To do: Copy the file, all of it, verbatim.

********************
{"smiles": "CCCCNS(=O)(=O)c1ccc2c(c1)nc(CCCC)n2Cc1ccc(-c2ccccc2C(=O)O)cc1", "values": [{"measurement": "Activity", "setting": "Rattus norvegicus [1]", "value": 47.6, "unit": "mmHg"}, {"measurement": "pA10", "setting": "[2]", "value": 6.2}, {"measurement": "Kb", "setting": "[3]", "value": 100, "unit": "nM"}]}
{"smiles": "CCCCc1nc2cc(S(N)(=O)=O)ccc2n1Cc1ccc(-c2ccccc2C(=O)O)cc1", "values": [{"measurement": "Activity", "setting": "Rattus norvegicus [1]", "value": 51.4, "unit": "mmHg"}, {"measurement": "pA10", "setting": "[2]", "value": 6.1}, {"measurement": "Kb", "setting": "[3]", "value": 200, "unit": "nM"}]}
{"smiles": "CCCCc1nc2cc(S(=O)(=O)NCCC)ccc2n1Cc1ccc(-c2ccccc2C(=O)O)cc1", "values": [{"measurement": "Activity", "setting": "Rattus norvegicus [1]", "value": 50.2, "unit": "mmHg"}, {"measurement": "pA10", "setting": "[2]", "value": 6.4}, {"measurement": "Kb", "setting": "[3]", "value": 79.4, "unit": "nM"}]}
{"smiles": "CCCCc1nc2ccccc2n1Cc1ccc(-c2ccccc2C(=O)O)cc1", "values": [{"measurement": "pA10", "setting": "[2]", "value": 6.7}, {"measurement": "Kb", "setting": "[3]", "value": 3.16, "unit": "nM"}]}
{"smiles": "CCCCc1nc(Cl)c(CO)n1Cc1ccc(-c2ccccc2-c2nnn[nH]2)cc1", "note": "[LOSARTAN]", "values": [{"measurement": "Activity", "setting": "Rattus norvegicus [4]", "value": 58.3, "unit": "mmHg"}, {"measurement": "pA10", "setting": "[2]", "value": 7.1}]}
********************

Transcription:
{"smiles": "CCCCNS(=O)(=O)c1ccc2c(c1)nc(CCCC)n2Cc1ccc(-c2ccccc2C(=O)O)cc1", "values": [{"measurement": "Activity", "setting": "Rattus norvegicus [1]", "value": 47.6, "unit": "mmHg"}, {"measurement": "pA10", "setting": "[2]", "value": 6.2}, {"measurement": "Kb", "setting": "[3]", "value": 100, "unit": "nM"}]}
{"smiles": "CCCCc1nc2cc(S(N)(=O)=O)ccc2n1Cc1ccc(-c2ccccc2C(=O)O)cc1", "values": [{"measurement": "Activity", "setting": "Rattus norvegicus [1]", "value": 51.4, "unit": "mmHg"}, {"measurement": "pA10", "setting": "[2]", "value": 6.1}, {"measurement": "Kb", "setting": "[3]", "value": 200, "unit": "nM"}]}
{"smiles": "CCCCc1nc2cc(S(=O)(=O)NCCC)ccc2n1Cc1ccc(-c2ccccc2C(=O)O)cc1", "values": [{"measurement": "Activity", "setting": "Rattus norvegicus [1]", "value": 50.2, "unit": "mmHg"}, {"measurement": "pA10", "setting": "[2]", "value": 6.4}, {"measurement": "Kb", "setting": "[3]", "value": 79.4, "unit": "nM"}]}
{"smiles": "CCCCc1nc2ccccc2n1Cc1ccc(-c2ccccc2C(=O)O)cc1", "values": [{"measurement": "pA10", "setting": "[2]", "value": 6.7}, {"measurement": "Kb", "setting": "[3]", "value": 3.16, "unit": "nM"}]}
{"smiles": "CCCCc1nc(Cl)c(CO)n1Cc1ccc(-c2ccccc2-c2nnn[nH]2)cc1", "note": "[LOSARTAN]", "values": [{"measurement": "Activity", "setting": "Rattus norvegicus [4]", "value": 58.3, "unit": "mmHg"}, {"measurement": "pA10", "setting": "[2]", "value": 7.1}]}